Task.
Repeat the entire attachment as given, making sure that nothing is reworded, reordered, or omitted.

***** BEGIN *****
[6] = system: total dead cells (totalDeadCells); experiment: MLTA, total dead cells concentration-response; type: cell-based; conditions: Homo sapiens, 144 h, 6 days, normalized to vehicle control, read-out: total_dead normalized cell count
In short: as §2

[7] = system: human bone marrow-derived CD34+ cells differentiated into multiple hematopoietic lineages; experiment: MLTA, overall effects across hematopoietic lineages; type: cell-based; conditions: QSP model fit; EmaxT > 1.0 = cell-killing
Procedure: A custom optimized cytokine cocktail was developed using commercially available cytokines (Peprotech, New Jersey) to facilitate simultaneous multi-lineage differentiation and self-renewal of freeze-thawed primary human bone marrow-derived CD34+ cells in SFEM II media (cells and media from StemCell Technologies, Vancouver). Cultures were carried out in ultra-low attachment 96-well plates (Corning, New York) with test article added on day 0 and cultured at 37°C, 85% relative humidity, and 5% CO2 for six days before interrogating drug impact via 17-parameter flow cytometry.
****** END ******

[6] = system: total dead cells (totalDeadCells); experiment: MLTA, total dead cells concentration-response; type: cell-based; conditions: Homo sapiens, 144 h, 6 days, normalized to vehicle control, read-out: total_dead normalized cell count
In short: as §2

[7] = system: human bone marrow-derived CD34+ cells differentiated into multiple hematopoietic lineages; experiment: MLTA, overall effects across hematopoietic lineages; type: cell-based; conditions: QSP model fit; EmaxT > 1.0 = cell-killing
Procedure: A custom optimized cytokine cocktail was developed using commercially available cytokines (Peprotech, New Jersey) to facilitate simultaneous multi-lineage differentiation and self-renewal of freeze-thawed primary human bone marrow-derived CD34+ cells in SFEM II media (cells and media from StemCell Technologies, Vancouver). Cultures were carried out in ultra-low attachment 96-well plates (Corning, New York) with test article added on day 0 and cultured at 37°C, 85% relative humidity, and 5% CO2 for six days before interrogating drug impact via 17-parameter flow cytometry.